By Kimberly Hunter
Editor’s note: Some current PeaceWorks Board members are assisting in the creation of a house of hospitality; its cofounder shares these reflections.
Twelve years ago I walked into the Gainesville (FL) Catholic Worker House at 5 a.m. on a Friday to boil farm-fresh eggs and bake cinnamon bread for folks standing in line at three day labor pools. These early morning experiences slowly redirected my faith journey toward Jesus’s simple way of loving neighbors—even if it upsets the empire.
Since reconnecting with my Mennonite roots at Emmanuel Mennonite Church in Gainesville in 2009 and exploring life at Cherith Brook Catholic Worker (Kansas City, MO) in 2016, I have dreamed of settling down into the sacred work of radical hospitality here at home. Now that dream is becoming a reality.
Together with Terry “Tiny House” Rouse, with Charles Carney and Donna Constantineau (both PeaceWorks KC members), and with other friends, we are co-founding a Mennonite Catholic Worker in Kansas City, KS. It will be committed to watershed discipleship, restorative justice, and other anti-racist reparations in the form of affordable housing for our BIPOC (Black, indigenous, and other persons of color) neighbors and other local activists organizing for just peace. Because we pledge to give the land and/or her proceeds back to our indigenous neighbors who cared for it, we are naming it for the resilient Wyandotte County and Wyandotte Nation heroine Eliza B. Conley.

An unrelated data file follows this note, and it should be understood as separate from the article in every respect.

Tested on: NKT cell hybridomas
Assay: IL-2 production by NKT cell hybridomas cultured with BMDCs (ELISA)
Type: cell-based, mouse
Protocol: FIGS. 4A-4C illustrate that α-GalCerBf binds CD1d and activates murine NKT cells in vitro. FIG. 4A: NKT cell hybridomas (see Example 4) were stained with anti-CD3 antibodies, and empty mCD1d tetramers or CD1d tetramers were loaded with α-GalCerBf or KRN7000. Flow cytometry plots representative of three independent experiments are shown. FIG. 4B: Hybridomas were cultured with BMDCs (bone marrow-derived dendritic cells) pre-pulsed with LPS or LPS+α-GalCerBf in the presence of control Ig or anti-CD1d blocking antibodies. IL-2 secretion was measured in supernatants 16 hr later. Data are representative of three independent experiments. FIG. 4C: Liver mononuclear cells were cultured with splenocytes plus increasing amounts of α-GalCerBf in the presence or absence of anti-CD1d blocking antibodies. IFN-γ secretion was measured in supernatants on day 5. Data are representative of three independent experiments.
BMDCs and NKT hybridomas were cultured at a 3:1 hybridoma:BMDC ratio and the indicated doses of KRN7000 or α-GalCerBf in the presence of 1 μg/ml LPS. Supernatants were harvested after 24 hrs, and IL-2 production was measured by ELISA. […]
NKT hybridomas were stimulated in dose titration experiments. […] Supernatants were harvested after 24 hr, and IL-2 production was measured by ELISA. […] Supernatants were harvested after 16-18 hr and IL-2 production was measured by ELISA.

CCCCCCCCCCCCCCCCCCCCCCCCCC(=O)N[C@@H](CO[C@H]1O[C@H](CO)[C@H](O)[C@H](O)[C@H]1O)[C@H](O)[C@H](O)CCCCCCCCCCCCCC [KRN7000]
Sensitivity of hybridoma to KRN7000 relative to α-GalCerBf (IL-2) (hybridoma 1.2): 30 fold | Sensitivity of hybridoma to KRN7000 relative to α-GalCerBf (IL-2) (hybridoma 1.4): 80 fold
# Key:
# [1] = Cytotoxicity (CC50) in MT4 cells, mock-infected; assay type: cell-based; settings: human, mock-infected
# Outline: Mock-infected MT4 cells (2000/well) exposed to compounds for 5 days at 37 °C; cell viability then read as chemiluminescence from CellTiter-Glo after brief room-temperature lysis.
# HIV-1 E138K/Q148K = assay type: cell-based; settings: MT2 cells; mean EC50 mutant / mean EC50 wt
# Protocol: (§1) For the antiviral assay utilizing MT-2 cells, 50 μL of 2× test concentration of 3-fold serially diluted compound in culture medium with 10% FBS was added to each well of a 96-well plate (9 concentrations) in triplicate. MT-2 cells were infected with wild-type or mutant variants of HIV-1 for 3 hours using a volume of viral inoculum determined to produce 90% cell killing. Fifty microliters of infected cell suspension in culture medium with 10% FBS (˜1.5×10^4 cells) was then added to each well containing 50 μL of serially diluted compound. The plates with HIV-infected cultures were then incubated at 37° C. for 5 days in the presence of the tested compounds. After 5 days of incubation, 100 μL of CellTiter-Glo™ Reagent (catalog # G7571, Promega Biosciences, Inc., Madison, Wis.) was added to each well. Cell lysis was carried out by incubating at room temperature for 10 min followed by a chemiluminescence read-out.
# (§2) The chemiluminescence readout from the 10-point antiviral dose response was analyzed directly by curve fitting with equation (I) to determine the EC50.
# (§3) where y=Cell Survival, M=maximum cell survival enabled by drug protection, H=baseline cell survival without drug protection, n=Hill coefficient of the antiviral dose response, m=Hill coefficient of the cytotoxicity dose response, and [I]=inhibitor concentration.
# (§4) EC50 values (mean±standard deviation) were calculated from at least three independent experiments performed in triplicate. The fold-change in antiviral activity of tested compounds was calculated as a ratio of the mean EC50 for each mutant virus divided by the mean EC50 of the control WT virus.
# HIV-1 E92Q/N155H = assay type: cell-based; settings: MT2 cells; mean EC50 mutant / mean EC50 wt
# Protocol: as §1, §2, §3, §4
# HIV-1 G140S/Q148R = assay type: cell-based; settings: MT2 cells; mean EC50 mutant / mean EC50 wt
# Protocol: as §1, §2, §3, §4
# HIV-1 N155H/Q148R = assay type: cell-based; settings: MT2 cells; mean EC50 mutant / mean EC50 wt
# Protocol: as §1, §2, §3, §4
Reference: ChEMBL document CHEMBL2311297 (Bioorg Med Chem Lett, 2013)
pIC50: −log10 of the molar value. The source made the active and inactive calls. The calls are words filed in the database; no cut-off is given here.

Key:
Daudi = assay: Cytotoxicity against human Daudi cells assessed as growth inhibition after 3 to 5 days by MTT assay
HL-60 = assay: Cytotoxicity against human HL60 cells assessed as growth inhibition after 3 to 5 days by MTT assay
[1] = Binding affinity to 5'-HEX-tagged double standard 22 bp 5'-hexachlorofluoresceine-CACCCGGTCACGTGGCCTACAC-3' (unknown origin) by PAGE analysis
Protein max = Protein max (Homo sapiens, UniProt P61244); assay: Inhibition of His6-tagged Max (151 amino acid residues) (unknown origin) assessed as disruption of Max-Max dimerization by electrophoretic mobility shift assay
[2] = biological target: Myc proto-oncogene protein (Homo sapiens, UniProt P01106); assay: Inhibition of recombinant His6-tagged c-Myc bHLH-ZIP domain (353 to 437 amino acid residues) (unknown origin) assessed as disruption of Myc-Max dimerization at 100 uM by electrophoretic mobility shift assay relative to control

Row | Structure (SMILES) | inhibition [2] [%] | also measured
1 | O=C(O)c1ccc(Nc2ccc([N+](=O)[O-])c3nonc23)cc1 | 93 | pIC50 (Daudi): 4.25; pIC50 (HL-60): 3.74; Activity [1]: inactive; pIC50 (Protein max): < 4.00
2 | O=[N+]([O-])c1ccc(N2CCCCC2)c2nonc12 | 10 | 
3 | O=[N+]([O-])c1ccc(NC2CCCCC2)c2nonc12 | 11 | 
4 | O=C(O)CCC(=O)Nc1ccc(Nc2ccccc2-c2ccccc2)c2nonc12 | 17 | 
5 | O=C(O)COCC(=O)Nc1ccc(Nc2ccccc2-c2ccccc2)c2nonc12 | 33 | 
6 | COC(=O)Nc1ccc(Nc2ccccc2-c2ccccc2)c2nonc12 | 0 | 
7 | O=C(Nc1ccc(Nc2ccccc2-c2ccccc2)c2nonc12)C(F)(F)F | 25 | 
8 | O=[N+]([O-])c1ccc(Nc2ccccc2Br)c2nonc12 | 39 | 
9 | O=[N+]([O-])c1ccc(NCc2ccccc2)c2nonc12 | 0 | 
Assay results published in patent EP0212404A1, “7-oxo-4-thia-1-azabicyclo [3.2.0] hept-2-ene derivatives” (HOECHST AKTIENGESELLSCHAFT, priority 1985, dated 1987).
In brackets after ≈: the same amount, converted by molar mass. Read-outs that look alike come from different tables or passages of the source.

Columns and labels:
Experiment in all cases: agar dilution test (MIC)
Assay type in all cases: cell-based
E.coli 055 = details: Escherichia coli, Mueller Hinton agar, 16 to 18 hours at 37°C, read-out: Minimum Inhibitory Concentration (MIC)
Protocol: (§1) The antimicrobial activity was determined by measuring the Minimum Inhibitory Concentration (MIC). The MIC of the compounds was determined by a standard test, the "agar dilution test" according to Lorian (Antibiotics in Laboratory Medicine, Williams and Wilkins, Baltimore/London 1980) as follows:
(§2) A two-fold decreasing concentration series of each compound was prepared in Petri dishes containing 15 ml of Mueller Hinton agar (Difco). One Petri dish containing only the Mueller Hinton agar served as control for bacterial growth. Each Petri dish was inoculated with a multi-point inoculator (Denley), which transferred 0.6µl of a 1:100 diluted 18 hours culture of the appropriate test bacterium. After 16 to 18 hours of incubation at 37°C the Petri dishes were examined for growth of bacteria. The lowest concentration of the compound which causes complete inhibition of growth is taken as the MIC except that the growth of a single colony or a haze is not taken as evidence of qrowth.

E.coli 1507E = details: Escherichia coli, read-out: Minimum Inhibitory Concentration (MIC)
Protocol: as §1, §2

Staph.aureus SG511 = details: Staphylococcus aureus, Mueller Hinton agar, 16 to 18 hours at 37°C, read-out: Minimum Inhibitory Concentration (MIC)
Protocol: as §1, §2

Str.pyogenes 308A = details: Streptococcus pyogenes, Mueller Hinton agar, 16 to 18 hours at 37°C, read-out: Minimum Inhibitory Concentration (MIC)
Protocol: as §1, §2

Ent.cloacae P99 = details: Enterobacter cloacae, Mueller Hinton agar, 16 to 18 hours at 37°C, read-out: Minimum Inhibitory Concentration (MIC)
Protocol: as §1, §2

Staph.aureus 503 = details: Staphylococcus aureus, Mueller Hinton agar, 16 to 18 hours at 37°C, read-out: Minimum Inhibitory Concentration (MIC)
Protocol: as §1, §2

The vision of the house: We care for the Earth, ourselves, and our neighbors in a small, sustainable community that transforms oppressive domination into mutual liberation. The house’s mission: We grow a healthy home by sharing labor and power, knowing our histories, partnering with Creation, and practicing hospitality, response-ability, and place-based peacemaking. Priority will go to local women activists working for systemic social justice in Wyandotte County and providing reparations to women of color in the form of rest and rent relief.
Between 2016 and 2019, we tended this house at 2303 So. Early St. (KC KS) and a nearby community garden and orchard while connecting with our Rosedale neighbors in practical, Earth-friendly ways. Now the house is fully furnished for hospitality and we are ready to grow perennial roots to nourish the next generation.
For more information on the Eliza B. Conley House of Resilience, a Mennonite Catholic Worker, or to donate, go to:
—Kimberly Hunter resides as a guest in the lands of the Kanza and Wyandotte nations where she teaches middle school; gardens; cares for the Kansas and Missouri rivers; and organizes for healing, freedom, and justice for the Poor People’s Campaign, Justice for Wyandotte, and other local activists. Her parents, Willie and Kathy, raised her to follow Jesus, who led her first to the Catholic Worker and then to Mennonite peacemaking. Nowadays, she often reflects on the words of Dorothy Day, a founder of the Catholic Worker movement: “The older I get, the more I meet people, the more convinced I am that we must only work on ourselves to grow in grace. The only thing we can do about people is to love them.”